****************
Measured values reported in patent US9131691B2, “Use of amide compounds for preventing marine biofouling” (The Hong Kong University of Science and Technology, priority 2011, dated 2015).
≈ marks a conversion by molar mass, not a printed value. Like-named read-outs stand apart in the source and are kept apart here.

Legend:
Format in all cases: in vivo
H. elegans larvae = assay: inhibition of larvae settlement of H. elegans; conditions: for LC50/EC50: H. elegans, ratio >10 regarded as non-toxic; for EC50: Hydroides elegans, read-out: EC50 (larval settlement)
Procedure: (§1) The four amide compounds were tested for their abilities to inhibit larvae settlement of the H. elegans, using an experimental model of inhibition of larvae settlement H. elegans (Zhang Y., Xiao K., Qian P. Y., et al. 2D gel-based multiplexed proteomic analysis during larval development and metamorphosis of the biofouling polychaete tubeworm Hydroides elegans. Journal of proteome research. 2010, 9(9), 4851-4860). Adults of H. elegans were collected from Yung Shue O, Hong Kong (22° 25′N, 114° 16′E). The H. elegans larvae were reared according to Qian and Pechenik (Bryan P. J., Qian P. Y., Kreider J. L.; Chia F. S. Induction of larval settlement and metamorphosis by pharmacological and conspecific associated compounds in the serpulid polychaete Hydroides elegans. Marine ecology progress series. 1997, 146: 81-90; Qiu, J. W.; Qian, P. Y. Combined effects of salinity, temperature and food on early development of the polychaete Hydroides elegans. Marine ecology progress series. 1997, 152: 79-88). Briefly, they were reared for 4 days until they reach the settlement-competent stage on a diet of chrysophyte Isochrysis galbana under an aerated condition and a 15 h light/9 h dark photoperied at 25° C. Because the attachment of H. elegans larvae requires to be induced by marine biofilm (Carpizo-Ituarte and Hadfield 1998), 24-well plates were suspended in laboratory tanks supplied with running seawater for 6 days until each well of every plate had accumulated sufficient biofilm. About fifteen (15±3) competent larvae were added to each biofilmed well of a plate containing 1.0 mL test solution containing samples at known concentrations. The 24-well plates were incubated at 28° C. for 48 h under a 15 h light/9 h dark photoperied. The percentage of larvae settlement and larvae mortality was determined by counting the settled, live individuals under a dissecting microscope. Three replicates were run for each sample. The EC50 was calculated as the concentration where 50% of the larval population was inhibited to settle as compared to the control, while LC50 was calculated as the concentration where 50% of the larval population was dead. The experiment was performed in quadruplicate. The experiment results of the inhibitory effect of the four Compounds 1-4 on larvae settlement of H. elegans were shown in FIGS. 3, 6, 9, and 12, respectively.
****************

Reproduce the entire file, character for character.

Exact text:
Measured values reported in patent US9131691B2, “Use of amide compounds for preventing marine biofouling” (The Hong Kong University of Science and Technology, priority 2011, dated 2015).
≈ marks a conversion by molar mass, not a printed value. Like-named read-outs stand apart in the source and are kept apart here.

Legend:
Format in all cases: in vivo
H. elegans larvae = assay: inhibition of larvae settlement of H. elegans; conditions: for LC50/EC50: H. elegans, ratio >10 regarded as non-toxic; for EC50: Hydroides elegans, read-out: EC50 (larval settlement)
Procedure: (§1) The four amide compounds were tested for their abilities to inhibit larvae settlement of the H. elegans, using an experimental model of inhibition of larvae settlement H. elegans (Zhang Y., Xiao K., Qian P. Y., et al. 2D gel-based multiplexed proteomic analysis during larval development and metamorphosis of the biofouling polychaete tubeworm Hydroides elegans. Journal of proteome research. 2010, 9(9), 4851-4860). Adults of H. elegans were collected from Yung Shue O, Hong Kong (22° 25′N, 114° 16′E). The H. elegans larvae were reared according to Qian and Pechenik (Bryan P. J., Qian P. Y., Kreider J. L.; Chia F. S. Induction of larval settlement and metamorphosis by pharmacological and conspecific associated compounds in the serpulid polychaete Hydroides elegans. Marine ecology progress series. 1997, 146: 81-90; Qiu, J. W.; Qian, P. Y. Combined effects of salinity, temperature and food on early development of the polychaete Hydroides elegans. Marine ecology progress series. 1997, 152: 79-88). Briefly, they were reared for 4 days until they reach the settlement-competent stage on a diet of chrysophyte Isochrysis galbana under an aerated condition and a 15 h light/9 h dark photoperied at 25° C. Because the attachment of H. elegans larvae requires to be induced by marine biofilm (Carpizo-Ituarte and Hadfield 1998), 24-well plates were suspended in laboratory tanks supplied with running seawater for 6 days until each well of every plate had accumulated sufficient biofilm. About fifteen (15±3) competent larvae were added to each biofilmed well of a plate containing 1.0 mL test solution containing samples at known concentrations. The 24-well plates were incubated at 28° C. for 48 h under a 15 h light/9 h dark photoperied. The percentage of larvae settlement and larvae mortality was determined by counting the settled, live individuals under a dissecting microscope. Three replicates were run for each sample. The EC50 was calculated as the concentration where 50% of the larval population was inhibited to settle as compared to the control, while LC50 was calculated as the concentration where 50% of the larval population was dead. The experiment was performed in quadruplicate. The experiment results of the inhibitory effect of the four Compounds 1-4 on larvae settlement of H. elegans were shown in FIGS. 3, 6, 9, and 12, respectively.